Set the mount option for new file systems
AnthonyEnglish 270000RKFN Comments (5) Visits (22697)
When you create a file system using SMITTY, the default action is for the file system NOT to mount after a reboot.
Now it might occur to you that generally when you create a file system, you probably want it to be available after a reboot. So you naturally hit the F4 key (or Esc 4 or just the Tab key) so that you can set the option to True.
Here's what to do if you've forgotten that option and found your file system hasn't mounted after a reboot.
From the command line:
The fix is quite easy using the chfs command, and you don't need to edit /etc/filesystems. Here's some relevant information taken from the command documentation for the chfs command
So for a single file system to mount automatically after a reboot, you'd run:
In our example above, that would be:
Fix the lot of 'em
What if you create a few file systems at a time, and have overlooked this mount = true option? Simple! Just run the chfs command for all file systems in a volume group.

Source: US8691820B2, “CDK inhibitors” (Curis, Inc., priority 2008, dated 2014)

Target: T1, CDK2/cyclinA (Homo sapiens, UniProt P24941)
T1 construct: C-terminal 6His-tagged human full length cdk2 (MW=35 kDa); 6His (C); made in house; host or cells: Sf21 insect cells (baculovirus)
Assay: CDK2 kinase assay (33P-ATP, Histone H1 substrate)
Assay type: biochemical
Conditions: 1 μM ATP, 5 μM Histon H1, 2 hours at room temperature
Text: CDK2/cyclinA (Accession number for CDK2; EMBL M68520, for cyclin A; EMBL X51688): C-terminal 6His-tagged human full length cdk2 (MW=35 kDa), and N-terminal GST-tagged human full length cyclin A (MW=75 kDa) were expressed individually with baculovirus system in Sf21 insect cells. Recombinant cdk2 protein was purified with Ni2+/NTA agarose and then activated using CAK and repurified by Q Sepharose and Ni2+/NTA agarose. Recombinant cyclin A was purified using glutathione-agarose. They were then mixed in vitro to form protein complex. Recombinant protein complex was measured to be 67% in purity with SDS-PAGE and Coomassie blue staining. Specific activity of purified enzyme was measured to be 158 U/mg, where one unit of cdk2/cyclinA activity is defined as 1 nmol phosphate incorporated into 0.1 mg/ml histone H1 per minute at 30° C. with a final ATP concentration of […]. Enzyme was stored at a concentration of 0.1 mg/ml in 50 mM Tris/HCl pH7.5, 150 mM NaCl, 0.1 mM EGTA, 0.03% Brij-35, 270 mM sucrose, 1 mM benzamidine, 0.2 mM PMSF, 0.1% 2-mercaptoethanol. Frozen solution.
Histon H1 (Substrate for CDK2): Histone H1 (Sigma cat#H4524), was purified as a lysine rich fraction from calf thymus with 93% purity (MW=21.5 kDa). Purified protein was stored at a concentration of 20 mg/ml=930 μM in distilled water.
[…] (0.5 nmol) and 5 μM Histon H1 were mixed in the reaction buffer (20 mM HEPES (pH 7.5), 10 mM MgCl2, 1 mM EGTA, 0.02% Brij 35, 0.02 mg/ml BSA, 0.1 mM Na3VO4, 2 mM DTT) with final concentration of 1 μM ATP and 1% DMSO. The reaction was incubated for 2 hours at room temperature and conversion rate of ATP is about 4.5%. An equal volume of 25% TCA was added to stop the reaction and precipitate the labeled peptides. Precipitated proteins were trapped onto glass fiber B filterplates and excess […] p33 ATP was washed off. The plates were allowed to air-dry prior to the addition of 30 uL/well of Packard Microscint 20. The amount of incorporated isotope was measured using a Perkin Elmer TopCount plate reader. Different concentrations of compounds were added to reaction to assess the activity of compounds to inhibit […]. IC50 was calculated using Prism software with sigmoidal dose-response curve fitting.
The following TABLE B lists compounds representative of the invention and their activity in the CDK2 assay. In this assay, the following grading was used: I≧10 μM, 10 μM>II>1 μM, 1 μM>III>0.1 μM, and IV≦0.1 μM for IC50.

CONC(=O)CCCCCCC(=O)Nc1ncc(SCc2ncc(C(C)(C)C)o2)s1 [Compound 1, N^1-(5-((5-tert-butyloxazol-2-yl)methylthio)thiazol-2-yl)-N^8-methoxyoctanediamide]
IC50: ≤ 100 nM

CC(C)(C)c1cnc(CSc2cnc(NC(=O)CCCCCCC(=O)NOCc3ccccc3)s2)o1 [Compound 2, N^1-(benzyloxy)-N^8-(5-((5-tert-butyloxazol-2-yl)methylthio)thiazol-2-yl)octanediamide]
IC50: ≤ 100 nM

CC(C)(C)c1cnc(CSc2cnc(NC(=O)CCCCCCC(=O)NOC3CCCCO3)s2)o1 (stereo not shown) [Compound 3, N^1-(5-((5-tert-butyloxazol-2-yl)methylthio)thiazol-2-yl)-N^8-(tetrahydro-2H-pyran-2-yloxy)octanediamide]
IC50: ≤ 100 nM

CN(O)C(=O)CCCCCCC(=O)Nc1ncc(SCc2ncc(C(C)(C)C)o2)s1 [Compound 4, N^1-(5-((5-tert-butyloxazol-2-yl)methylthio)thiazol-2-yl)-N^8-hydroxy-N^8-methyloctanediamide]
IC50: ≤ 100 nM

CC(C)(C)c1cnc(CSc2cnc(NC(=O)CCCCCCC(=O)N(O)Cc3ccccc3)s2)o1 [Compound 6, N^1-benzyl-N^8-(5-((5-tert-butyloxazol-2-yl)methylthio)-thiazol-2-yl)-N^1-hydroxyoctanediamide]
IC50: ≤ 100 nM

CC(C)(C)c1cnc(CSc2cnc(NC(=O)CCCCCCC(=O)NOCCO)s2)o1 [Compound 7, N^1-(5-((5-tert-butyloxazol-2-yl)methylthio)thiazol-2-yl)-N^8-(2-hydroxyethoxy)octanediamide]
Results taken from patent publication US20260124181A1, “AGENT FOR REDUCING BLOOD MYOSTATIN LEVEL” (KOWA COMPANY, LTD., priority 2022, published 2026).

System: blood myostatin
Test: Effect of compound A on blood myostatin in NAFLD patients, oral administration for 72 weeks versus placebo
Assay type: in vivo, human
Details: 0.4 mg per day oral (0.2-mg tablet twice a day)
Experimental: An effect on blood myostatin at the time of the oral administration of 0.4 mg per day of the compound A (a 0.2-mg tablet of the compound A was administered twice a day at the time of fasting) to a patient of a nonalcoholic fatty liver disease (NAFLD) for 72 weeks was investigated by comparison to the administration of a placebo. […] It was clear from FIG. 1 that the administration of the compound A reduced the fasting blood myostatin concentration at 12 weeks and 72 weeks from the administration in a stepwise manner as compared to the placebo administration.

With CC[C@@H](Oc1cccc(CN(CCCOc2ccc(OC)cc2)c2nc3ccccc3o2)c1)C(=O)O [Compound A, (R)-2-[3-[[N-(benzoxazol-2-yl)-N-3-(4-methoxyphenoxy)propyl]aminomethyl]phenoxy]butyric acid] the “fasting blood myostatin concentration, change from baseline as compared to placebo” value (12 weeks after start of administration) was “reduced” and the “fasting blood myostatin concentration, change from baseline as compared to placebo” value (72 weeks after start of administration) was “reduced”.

You can list all the file systems in a volume group using the very simple and elegant lsvgfs command.
Update using xargs
Or, even better, as a reader suggested, use xargs.
Now you can reboot, or simply run mount -a. This will attempt to mount all file systems with the true mount attribute set in /etc/filesystems. What about those which are already mounted? You'll get an error telling you not to try to mount them again. Ignore it.
Geek of the Week award
For the really keen AIXers, here's some homework. Which is correct: "filesystems" or "file systems"? One word or two? Include links to official IBM documentation in your answer. First prize wins Geek of the Week award.